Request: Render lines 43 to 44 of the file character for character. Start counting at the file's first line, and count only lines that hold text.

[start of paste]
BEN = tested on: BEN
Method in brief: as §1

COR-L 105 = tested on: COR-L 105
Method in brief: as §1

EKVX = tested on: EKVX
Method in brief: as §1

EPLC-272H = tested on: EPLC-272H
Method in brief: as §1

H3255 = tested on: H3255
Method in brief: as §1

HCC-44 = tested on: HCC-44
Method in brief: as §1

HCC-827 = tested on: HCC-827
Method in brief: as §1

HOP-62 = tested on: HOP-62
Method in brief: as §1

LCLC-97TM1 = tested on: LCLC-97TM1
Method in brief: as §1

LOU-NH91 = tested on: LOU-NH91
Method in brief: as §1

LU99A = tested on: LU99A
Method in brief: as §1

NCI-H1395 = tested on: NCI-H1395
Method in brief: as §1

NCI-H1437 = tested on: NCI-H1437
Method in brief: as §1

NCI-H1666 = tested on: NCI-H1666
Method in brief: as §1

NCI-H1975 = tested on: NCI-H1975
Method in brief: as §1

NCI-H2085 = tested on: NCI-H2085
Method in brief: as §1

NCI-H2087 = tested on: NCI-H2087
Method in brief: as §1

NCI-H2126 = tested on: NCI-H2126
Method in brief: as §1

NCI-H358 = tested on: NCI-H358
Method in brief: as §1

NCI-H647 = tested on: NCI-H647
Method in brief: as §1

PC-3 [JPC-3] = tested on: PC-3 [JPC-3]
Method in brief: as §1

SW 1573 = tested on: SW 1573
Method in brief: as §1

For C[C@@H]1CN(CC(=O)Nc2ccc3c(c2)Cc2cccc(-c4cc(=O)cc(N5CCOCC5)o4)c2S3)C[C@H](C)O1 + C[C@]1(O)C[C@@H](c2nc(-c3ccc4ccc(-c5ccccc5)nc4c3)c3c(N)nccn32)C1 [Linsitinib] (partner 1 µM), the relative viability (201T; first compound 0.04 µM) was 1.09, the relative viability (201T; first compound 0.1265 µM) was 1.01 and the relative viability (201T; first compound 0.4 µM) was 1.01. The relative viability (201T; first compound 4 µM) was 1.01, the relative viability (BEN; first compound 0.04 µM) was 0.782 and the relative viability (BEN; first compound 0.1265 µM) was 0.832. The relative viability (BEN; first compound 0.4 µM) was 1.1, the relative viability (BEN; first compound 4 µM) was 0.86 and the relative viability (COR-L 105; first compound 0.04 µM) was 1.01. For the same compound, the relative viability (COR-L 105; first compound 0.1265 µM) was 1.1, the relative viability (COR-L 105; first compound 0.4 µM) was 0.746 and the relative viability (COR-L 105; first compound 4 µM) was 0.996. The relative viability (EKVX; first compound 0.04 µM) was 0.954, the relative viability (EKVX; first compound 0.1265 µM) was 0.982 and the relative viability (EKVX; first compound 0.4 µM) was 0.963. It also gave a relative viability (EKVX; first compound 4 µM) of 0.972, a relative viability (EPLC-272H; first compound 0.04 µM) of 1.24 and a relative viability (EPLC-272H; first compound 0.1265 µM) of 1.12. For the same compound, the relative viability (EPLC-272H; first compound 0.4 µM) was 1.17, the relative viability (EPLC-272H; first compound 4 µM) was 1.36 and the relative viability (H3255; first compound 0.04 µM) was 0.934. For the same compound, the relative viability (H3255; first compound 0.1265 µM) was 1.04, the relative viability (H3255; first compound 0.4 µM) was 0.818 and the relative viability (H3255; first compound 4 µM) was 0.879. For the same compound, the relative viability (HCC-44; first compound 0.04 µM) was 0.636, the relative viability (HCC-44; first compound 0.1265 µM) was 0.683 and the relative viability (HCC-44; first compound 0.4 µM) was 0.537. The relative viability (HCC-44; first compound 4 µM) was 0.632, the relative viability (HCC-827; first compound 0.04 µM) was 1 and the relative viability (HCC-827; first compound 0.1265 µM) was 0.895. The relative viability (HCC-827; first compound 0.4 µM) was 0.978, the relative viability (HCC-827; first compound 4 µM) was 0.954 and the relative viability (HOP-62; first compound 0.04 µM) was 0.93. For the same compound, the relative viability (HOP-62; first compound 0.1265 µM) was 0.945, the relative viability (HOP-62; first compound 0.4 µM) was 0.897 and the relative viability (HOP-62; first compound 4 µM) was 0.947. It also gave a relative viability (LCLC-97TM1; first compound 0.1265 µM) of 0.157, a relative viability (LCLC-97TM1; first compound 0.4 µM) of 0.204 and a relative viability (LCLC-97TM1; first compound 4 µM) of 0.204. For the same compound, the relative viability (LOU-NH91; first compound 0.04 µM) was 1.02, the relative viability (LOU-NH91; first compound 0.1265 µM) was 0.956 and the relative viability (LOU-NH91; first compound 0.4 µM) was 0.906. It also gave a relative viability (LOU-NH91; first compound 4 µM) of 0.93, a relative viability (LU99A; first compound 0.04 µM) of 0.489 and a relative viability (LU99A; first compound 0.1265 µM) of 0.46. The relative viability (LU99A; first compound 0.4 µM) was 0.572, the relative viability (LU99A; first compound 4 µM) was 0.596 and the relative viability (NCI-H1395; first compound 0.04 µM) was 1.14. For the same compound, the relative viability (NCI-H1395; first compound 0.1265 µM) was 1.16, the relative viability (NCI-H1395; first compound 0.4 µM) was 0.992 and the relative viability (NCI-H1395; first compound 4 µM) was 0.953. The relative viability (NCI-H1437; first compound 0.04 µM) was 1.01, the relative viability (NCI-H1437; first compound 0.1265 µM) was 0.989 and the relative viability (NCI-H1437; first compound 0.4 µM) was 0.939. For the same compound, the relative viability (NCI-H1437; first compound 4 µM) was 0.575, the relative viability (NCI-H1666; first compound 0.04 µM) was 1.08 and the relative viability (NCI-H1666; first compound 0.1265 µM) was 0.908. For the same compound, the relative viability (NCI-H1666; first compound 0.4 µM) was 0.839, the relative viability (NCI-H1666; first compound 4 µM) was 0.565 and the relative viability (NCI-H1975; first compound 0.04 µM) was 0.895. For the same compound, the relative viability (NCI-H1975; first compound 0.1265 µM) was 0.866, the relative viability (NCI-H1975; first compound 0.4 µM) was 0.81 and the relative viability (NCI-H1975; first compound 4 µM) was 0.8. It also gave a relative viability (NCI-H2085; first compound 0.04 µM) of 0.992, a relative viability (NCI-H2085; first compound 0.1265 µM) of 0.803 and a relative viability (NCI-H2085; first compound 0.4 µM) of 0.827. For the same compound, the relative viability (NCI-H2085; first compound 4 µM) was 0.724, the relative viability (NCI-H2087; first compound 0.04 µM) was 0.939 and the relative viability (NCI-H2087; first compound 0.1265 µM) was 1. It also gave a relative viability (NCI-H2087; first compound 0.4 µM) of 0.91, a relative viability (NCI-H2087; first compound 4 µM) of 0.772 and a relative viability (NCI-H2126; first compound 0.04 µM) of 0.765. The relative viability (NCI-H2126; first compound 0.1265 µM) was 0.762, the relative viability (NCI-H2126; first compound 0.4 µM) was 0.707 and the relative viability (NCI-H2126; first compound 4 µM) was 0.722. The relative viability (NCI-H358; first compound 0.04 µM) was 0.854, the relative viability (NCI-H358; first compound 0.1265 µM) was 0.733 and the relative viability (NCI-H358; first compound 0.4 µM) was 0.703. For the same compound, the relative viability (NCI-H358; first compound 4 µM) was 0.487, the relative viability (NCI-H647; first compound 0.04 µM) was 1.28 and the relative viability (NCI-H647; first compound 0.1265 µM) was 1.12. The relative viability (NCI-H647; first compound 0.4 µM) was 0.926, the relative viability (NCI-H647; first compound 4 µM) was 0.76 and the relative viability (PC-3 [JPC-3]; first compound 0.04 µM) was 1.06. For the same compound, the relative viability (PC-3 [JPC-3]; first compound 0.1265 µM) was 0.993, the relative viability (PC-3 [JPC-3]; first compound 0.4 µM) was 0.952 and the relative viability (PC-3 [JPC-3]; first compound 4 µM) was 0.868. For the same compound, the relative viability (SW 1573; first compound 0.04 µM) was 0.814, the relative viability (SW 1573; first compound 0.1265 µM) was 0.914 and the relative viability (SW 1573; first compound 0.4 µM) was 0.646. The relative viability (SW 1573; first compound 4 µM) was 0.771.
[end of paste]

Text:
SW 1573 = tested on: SW 1573
Method in brief: as §1